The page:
Rob Chipman has pointed out on his blog how close we are to the record (average) prices of 2008.
Here is his chart:
Hard to believe that we would see record prices at a time when the US, our major trading partner, was in such difficulty- when our main exports- natural gas and lumbar are down significantly from a year ago, when major employers are cutting back or closing and even the City and Province are pulling in their horns.
I guess it is the very low rates, the pre-Olympic hype and building boom and.....a sense amongst buyers that they may have already missed the boat and have to dive in regardless of the price.
In any case the market is strong and if it goes much higher then we have to re-evaluate the 'bubble bursting graph' which we have been following so far.
It wold be unusual, compared with other bubbles, if the price bounces straight back higher. As I have said several times, if the prices exceed their previous highs then we have a different ball game.
However, I must admit the market 'feels' different from the record prices in late 2007 - early 2008. At that time houses were often selling over list, as buyers panicked to buy. There were less than 20 SFH under $1 Million in West Van, now there is 40.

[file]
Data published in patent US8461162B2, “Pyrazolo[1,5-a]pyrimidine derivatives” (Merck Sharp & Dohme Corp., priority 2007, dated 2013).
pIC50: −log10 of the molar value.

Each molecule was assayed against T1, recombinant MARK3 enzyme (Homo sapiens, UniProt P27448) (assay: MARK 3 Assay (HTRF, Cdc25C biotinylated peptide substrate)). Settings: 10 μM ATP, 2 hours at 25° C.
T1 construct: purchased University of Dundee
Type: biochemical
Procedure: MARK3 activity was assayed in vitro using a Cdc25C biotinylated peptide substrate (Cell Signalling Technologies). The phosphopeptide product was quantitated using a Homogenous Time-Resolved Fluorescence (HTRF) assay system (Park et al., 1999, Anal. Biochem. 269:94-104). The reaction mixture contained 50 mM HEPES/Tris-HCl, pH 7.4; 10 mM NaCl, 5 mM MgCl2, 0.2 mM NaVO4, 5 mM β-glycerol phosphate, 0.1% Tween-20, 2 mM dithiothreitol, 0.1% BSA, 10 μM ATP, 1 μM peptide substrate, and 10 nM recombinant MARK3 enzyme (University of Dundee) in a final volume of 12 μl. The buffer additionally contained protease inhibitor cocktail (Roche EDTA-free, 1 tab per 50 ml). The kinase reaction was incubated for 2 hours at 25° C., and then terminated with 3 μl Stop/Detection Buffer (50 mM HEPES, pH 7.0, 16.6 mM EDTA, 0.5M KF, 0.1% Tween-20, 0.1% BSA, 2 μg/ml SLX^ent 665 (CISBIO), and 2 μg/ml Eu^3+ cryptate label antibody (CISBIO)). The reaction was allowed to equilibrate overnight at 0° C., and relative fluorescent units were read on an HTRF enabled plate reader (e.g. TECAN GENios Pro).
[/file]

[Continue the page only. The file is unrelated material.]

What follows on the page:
Sellers are dropping their prices (albeit from high levels and by small increments) quickly. It is as if they think that this could be the sweet spot for sellers and may not last.
The Fraser Valley was nearly as hot as down-town, but after the crash of a year ago, the recovery has been much more muted outside of Vancouver.
Lets wait and see. I posted almost 8 months ago, that the huge drop in interest rates, coupled with the 15-20% drop in prices, had reduced the effective cost of ownership by 35% or more from the peak. Well we have given back most of the price drop.
If and when it does drop again, and the banks and CHMC struggle, unemployment rises...I doubt we will have much money left in the kitty to bail us out:
Long live the reflation trade! - *Preface: Explaining our market timing models* We maintain several market timing models, each with differing time horizons. The "*Ultimate Market Timing Mod...
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